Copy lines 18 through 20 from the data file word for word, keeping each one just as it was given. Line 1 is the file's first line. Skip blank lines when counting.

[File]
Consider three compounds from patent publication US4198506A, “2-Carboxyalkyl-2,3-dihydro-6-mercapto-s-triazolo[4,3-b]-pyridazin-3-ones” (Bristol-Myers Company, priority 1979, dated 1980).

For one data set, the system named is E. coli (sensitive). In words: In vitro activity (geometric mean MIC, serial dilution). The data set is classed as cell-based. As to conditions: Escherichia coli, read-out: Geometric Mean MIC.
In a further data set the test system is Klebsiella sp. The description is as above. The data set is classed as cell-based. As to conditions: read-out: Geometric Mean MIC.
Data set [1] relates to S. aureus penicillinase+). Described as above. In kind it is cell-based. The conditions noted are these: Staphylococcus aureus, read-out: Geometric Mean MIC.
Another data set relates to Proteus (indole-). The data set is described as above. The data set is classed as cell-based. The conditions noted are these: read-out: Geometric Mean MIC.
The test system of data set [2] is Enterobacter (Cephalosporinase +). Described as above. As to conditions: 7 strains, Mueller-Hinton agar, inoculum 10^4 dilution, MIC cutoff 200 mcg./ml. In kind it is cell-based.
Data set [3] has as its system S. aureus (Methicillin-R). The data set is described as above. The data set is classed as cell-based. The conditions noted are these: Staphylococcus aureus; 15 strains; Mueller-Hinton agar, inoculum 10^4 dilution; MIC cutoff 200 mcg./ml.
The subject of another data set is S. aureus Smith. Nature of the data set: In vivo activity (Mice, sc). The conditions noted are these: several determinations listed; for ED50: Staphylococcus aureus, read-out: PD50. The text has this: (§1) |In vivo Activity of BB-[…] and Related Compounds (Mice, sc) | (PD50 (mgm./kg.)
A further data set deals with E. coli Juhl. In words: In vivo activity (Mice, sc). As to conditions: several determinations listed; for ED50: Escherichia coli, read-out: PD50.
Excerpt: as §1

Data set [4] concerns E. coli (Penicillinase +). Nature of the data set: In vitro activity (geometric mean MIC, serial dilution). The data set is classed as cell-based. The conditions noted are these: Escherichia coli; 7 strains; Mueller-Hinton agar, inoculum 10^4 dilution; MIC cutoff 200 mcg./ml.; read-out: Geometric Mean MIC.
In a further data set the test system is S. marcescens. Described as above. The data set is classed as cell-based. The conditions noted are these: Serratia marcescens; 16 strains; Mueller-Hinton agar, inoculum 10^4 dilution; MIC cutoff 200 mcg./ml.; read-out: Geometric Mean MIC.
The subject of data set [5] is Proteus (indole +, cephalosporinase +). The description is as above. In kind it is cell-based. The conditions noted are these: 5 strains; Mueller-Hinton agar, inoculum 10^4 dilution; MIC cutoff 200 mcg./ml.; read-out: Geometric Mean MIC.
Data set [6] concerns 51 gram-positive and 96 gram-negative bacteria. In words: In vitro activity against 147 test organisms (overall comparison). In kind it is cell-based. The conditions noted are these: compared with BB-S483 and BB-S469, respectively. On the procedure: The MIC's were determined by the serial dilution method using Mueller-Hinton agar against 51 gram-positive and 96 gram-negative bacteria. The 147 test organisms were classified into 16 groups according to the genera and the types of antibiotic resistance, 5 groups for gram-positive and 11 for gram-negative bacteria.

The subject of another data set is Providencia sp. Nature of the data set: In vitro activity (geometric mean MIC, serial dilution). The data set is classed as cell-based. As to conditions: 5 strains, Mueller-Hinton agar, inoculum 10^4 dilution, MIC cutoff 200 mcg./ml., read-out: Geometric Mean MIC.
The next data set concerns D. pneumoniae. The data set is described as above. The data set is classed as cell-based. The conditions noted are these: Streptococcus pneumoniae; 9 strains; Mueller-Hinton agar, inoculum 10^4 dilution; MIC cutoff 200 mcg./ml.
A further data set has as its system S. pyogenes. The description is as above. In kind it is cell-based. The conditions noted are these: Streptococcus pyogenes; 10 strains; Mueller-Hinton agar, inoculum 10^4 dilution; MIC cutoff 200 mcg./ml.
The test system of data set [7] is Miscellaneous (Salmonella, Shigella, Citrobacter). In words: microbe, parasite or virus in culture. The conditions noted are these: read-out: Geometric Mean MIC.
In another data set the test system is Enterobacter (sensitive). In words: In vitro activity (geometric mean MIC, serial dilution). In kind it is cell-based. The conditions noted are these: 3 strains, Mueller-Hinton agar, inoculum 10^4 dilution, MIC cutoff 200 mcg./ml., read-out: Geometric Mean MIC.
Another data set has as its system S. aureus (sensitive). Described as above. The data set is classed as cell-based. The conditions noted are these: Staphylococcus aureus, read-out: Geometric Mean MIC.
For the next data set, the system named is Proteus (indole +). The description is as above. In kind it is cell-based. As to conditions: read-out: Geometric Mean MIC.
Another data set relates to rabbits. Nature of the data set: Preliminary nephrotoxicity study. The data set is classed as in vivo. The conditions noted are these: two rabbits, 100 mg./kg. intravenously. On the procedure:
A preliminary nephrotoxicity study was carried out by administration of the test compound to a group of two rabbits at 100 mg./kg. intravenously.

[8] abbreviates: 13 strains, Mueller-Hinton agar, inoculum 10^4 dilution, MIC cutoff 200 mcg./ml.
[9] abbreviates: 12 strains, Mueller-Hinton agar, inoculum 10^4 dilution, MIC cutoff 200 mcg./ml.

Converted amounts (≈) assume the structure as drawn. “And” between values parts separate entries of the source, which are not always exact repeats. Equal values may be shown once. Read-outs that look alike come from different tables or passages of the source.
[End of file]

The test system of data set [7] is Miscellaneous (Salmonella, Shigella, Citrobacter). In words: microbe, parasite or virus in culture. The conditions noted are these: read-out: Geometric Mean MIC.
In another data set the test system is Enterobacter (sensitive). In words: In vitro activity (geometric mean MIC, serial dilution). In kind it is cell-based. The conditions noted are these: 3 strains, Mueller-Hinton agar, inoculum 10^4 dilution, MIC cutoff 200 mcg./ml., read-out: Geometric Mean MIC.
Another data set has as its system S. aureus (sensitive). Described as above. The data set is classed as cell-based. The conditions noted are these: Staphylococcus aureus, read-out: Geometric Mean MIC.